Kobi Rassnick, a Cornell University Laidlaw Scholar, on tackling food insecurity through animal welfare and connecting with inspiring peers.
Research title:Genetic Evaluation to Improve Dairy Cattle Health and Production
My research focuses on genetic analyses of dairy cattle, including the Cornell University Veterinary School Teaching Dairy cattle herd. This summer, I examined the herd’s net merit scores in an effort to determine whether individuals’ expected net merits matched their true, observed scores using data analysis software. In the United States, net merit is a simplified genetic evaluation index of a large group of traits scaled down to a numerical score awarded to every dairy cow by the United States Department of Agriculture; farmers, breeders, and herd managers use net merit scores and the genetic evaluations from which they come to evaluate the economic importance of their animals and to breed cattle for specific traits with great accuracy.
Analyses of cattle net merit scores have broad implications not only for dairy production and economic gain, but also for the betterment of animal health and welfare. By determining whether breeding and management decisions have resulted in desired net merit averages, dairy producers can be sure to continue practices that optimize certain traits, including those related to productive longevity, fertility, and disease resistance. Using genetic analyses, certain adverse health-related traits can be bred out of cattle as well, contributing to both individual animal health and the well-being of entire herds.
Where did your passion for this research originate?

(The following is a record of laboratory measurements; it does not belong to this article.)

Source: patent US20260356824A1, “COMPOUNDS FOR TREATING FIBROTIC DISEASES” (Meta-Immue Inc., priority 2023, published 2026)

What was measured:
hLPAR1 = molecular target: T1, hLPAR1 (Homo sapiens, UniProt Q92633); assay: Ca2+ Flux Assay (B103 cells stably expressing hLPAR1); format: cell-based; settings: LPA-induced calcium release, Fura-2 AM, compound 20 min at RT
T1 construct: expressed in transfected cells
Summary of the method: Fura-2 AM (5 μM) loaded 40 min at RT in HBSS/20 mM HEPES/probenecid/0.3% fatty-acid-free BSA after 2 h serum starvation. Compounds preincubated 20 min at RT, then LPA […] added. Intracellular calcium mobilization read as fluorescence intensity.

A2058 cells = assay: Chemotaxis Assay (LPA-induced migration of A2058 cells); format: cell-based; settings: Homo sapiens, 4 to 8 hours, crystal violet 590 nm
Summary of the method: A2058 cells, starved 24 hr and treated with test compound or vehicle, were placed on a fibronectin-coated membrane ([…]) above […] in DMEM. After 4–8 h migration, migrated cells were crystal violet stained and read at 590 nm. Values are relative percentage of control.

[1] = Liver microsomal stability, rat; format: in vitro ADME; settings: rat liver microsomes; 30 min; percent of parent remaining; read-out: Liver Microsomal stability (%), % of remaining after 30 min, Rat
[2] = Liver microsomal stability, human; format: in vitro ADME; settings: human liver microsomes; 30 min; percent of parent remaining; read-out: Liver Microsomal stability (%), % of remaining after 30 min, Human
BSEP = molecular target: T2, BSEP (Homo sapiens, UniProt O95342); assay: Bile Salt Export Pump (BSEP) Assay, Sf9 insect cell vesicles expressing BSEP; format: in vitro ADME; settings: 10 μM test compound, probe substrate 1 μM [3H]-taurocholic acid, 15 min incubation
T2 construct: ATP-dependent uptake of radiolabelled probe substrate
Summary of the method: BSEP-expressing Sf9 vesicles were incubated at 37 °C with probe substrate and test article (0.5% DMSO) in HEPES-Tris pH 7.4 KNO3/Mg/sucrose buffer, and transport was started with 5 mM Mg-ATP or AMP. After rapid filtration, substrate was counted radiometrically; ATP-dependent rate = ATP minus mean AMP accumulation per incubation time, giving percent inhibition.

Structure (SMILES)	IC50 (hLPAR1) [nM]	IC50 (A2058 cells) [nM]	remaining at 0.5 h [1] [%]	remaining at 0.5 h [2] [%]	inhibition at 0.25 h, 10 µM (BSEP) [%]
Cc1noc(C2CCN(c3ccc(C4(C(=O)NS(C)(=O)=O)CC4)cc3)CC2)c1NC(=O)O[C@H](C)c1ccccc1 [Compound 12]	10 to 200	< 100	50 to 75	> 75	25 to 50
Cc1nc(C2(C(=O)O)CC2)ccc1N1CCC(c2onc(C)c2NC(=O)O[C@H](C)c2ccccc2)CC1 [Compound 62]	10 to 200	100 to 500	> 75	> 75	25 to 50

Even before discovering Dr. Heather Huson and the Odyssey DNA Laboratory at Cornell, I knew I wanted to pursue a project relating to animal welfare through the Laidlaw program. Growing up in a household surrounded by veterinarians, I have always been influenced by and interested in small animal medicine, but Dr. Huson steered me toward a different group of animals completely: cattle. In discussing research topics, I realized that I was quite passionate about issues of food security tied to animal health; while I have always been an advocate for proper animal care and management, I also was drawn to the opportunity to use scientific knowledge and analysis to address food production with these same focuses.
World hunger statistics are sobering. 1 in 4 people do not have access to safe, sufficient food. 1 in 11 people go to bed hungry every night. Healthy production animals, however, have the capacity to produce enough; with the proper animal management, breeding practices, and renewed food distribution system, these numbers can begin to be knocked down. I see this area of research as one of the most important in our world today, and it is so fulfilling to feel like my work can have a significant impact internationally.
What is the most memorable moment from your Laidlaw experience?
The most memorable moment from my Laidlaw experience thus far has been the leadership training sessions with my fellow cohort of Cornell scholars. In Cornell STEM classes, I tend to meet fairly like-minded students working toward similar careers; in my weekly dialogue sessions with a subset of other scholars, I have made incredible connections with students with whom I may have never interacted on campus otherwise. I feel grateful to have established such great relationships, and I also will carry wonderful memories of ways in which the diverse group of mindsets encouraged my own critical thinking and allowed me to more confidently develop as a leader.